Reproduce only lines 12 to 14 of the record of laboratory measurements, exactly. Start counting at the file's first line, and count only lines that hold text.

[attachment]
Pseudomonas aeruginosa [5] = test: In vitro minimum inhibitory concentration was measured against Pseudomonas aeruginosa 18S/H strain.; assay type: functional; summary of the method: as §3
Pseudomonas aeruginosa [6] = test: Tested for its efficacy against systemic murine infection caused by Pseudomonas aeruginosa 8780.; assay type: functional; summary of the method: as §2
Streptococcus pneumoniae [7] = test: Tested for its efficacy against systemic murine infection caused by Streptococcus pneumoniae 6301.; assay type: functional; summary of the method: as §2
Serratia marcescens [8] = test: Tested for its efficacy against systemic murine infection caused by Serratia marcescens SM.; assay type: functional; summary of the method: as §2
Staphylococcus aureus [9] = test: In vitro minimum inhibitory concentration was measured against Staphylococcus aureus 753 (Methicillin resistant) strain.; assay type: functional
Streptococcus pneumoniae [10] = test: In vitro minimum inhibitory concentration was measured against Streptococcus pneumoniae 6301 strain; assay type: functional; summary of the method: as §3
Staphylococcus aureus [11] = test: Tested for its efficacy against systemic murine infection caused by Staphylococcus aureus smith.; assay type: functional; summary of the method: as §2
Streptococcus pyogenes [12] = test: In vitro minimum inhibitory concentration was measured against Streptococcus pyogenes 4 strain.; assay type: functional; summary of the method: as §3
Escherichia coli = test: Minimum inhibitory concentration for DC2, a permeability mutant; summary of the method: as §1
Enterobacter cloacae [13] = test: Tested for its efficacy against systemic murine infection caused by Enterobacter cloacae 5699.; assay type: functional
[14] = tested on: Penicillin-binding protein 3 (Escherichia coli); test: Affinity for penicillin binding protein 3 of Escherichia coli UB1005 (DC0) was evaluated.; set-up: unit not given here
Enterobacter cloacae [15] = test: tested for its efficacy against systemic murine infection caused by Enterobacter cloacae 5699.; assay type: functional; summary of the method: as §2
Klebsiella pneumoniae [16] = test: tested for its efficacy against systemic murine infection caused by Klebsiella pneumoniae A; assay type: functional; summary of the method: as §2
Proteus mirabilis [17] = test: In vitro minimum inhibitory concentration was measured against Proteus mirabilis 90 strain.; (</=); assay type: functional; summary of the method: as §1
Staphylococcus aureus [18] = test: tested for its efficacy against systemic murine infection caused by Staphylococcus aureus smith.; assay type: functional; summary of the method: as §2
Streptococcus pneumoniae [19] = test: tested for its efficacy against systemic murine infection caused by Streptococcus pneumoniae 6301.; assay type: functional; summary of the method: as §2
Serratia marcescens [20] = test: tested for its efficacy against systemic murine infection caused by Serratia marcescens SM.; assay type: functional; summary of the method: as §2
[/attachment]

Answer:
Enterobacter cloacae [15] = test: tested for its efficacy against systemic murine infection caused by Enterobacter cloacae 5699.; assay type: functional; summary of the method: as §2
Klebsiella pneumoniae [16] = test: tested for its efficacy against systemic murine infection caused by Klebsiella pneumoniae A; assay type: functional; summary of the method: as §2
Proteus mirabilis [17] = test: In vitro minimum inhibitory concentration was measured against Proteus mirabilis 90 strain.; (</=); assay type: functional; summary of the method: as §1